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Forum nameReading Challenges 2012
Topic subjecticon's reading - 2012
Topic URLhttp://www.fmwriters.com/community/dc/dcboard.php?az=show_topic&forum=617&topic_id=153
153, icon's reading - 2012
Posted by icon, Thu Mar-15-12 05:27 AM
25?
154, A Clash of Kings by George R. R. Martin
Posted by icon, Thu Mar-15-12 05:35 AM
Book two in the A Song of Fire and Ice series. Things get more interesting and complex as the novel progresses, setting things up for the next phase of the story.
155, Skinny Dip by Carl Hiaasen
Posted by icon, Thu Mar-15-12 05:42 AM
Another fun read by Carl Hiaasen which made me laugh out loud at moments. His apt description of modern life along with his eccentric characters make for humorous and also a bit insightful novel.
156, Narrative of the Life of Frederick Douglass, an American Slave by Frederick Douglass
Posted by icon, Thu Mar-15-12 05:49 AM
A very detailed description of life as a slave by one of the most famous voices on that topic. It is very interesting, especially given the distance from Slavery that exists today given the time that has passed since it was abolished.
157, Fried Green Tomatoes at the Whistle Stop Cafe by Fannie Flagg
Posted by icon, Thu Mar-15-12 05:57 AM
Having seen the movie years ago (and remembering it fondly) I decided to pick this book up and was not dissapointed. Books are generaly better than the film and this was no exception. The cast of characters is fairly large and the story is told in bits and pieces with the largest insight provided by the main character. Overall a very satisfying read.
158, Rafa by Rafael Nadal and John Carlin
Posted by icon, Thu Mar-15-12 06:05 AM
The story thus far of Rafael Nadal's life told as framed by his 2008 Wimbledon Final against Federer. It includes observations made and about other important figures in his life along with the first person narrative from his point of view. An interesting read for those who like tennis and especially Rafael Nadal
173, Saint-Exupery: A Biography by Stacy Schiff
Posted by icon, Sat Apr-07-12 10:19 AM

The interesting life of Saint Exupery who to certain extent was less of a writer than simply someone who lived his life and wrote well. Although well written, this biography unfortunately does all of its quotations in English rather than being in French with subsequent translations.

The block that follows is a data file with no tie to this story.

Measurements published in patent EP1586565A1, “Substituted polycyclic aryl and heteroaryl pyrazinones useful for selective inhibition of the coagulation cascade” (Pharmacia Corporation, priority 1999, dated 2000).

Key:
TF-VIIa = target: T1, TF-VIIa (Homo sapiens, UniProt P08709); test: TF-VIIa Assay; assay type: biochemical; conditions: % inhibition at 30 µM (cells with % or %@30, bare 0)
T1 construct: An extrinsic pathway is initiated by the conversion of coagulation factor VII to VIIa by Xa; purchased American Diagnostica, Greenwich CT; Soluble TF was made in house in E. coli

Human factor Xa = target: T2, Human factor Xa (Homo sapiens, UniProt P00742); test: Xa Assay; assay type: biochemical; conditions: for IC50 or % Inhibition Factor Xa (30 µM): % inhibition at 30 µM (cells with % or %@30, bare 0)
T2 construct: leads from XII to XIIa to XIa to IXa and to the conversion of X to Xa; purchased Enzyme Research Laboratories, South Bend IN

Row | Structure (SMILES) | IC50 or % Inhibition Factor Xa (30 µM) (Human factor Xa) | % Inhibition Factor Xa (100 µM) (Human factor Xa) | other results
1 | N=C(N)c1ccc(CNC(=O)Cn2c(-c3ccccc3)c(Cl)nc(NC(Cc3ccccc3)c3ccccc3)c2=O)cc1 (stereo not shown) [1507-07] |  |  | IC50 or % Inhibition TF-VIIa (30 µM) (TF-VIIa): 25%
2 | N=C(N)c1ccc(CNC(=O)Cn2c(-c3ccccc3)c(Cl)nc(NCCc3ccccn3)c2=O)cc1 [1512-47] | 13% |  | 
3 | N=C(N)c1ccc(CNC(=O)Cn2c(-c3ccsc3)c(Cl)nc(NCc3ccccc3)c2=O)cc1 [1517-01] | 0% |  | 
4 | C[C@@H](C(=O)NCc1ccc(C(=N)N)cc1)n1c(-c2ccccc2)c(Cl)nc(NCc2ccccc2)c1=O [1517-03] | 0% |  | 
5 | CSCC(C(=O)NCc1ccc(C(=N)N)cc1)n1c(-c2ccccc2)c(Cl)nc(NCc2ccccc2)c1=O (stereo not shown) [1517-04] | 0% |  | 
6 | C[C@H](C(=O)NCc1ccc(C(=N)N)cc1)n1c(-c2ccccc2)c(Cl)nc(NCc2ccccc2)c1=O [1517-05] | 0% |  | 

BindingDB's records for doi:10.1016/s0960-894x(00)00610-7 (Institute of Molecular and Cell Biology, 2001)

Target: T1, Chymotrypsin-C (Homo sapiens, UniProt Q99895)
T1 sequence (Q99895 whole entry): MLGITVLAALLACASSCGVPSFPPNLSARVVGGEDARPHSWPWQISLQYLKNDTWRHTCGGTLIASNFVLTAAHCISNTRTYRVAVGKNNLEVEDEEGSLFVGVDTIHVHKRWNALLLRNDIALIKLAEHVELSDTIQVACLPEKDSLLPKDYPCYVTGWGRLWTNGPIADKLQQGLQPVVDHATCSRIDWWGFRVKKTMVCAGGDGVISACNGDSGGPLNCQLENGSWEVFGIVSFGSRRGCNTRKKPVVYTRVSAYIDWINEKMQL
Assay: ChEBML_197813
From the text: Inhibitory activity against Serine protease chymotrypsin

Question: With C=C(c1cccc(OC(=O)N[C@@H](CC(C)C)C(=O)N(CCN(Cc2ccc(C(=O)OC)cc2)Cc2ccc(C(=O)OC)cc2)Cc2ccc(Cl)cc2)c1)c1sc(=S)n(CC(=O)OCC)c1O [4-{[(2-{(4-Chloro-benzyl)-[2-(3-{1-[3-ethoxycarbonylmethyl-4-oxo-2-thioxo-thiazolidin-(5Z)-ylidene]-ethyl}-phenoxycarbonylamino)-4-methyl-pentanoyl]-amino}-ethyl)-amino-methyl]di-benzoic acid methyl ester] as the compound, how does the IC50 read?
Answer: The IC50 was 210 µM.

174, A Storm of Swords by George R. R. Martin
Posted by icon, Sat Apr-07-12 10:35 AM
Book Three in the A Song of Ice and Fire series. The plot is complex and to a certain extent realistic in the sense that the good people don't always win and the bad don't always lose. As with the other novels in the series there is no main antagonist or protagonist just many important characters that have different ideas and viewpoints.
176, La neige en deuil par Henri Troyat
Posted by icon, Tue Apr-10-12 06:59 AM

Plutôt une nouvelle qu'un roman, ce livre est simple mais bien exécuté.
184, The Peter Principle by Laurence J. Peter and Raymond Hull
Posted by icon, Wed Apr-18-12 11:46 PM

A very interesting book about hierarchies throughout organizations and life. Told with humor it has many valid and interesting points about current society and the place we all have in it.
203, The Mathematics of Life by Ian Stewart
Posted by icon, Wed Apr-25-12 06:01 AM

A very accessible overview of biology, along with the various revolutions in human understanding of how it works. In particular it examines the recent understanding on how math can be used to understand how life works in much the same way it was previously used for physics. The content is simplified so that the principles can be easily understood using familiar illustrations to help explain the various theories, models and their application.
210, Split Infinity by Piers Anthony
Posted by icon, Tue May-01-12 12:09 AM

The first in the Apprentice Adept series it is a good blend of Science Fiction and fantasy providing a quick paced story in an intriguing environment and society. Although it does not have a cliff hanger of an ending, there are many questions yet to be answered by the end of the book.
219, The Climate Fix by Roger Pielke Jr.